Studying abroad in Australia goes far beyond learning and mastering the language and visiting the infinite natural wonders. Being an international student is having a unique opportunity to learn new habits and customs in the best possible way: experiencing and practicing other customs and a new lifestyle.

Get to know some local customs that may seem very different to yours, but that will certainly become an unprecedented and unforgettable experience during your stay in one of the countries with the highest quality of life indicators in the world!


Get used to all kinds of outdoor events, including weddings, birthdays and get-togethers. More than 80% of Australians live close to the coast, at distances of less than 50 kilometers, and in addition, their cities have many parks and green areas. Get used to sports, walks and local celebrations on the beaches, picnics and barbecues in squares and parks, and almost never stop walking and socializing outdoors. But don’t forget: in Australia you don’t eat or drink in the paradises. And alcoholic beverages are not consumed outdoors or on the streets, only in bars or homes.

Wild life

Australians live in perfect harmony with the animals. And it’s not just about the iconic wild animals, but also the animals that can enter homes, including insects and arachnids. You will never see an Aussie kill a cockroach or spider inside their house, no matter their size. They will, at most, gently remove them with a sheet of paper and place them in the yard. Don’t be alarmed when you come across this fauna living peacefully on the walls of the residences.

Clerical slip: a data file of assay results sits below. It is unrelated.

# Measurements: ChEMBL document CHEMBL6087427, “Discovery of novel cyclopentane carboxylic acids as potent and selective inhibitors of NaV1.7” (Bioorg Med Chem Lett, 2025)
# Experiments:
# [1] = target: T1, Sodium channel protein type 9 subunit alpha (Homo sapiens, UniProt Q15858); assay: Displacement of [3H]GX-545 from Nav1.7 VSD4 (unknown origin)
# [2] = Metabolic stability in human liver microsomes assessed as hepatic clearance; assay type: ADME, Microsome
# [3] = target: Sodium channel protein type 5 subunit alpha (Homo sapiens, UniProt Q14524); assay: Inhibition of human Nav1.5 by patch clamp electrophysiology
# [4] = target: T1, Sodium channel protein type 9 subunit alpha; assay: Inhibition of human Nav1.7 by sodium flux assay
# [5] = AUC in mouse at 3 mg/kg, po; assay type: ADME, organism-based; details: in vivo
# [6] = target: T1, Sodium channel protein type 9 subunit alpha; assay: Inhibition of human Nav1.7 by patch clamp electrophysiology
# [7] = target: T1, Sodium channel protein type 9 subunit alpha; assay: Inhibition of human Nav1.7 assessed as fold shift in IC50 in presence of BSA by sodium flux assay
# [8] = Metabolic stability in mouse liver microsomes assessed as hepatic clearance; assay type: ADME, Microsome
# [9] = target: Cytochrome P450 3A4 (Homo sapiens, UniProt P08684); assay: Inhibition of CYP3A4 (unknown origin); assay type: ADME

Australia has many laws that we would consider unusual. In Melbourne, for example, it is illegal for you to change the light bulbs in your home yourself unless you are a licensed professional electrician. There, horses are forced to walk around town wearing diapers.

Obeying the schedules

In Australia, parties have a time to start and end. Arriving late or staying longer than the agreed time is extremely inelegant. Another time limit that is usually different from ours is that practically all shops close promptly at 5:00 pm. Even the malls and some cafes close at this time, so I always look at the clock! It may be that you arrive at 4:50 pm at a store and the vendors usually politely bar you at the door saying “Sorry, we are closing”.

5 minute baths

That’s right: baths last a maximum of 5 minutes. Water is a very scarce resource in Australia, which has experienced periods of severe drought. Never waste water in Australia, including bathing.

Domestic services

In Australia there are almost no maids or domestic servants, except in large mansions. In general, everyone takes care of cleaning and organizing their own home, regardless of the economic situation.


Australians tend to dress casually and casually. The second-hand clothing culture is quite common as well. People dress for comfort and don’t stare at each other on the street to check what they’re wearing. In fact, it is very common to see people optionally walking barefoot through the streets, markets, shops and the like. Also, wrinkled clothes are quite common and no one seems to mind.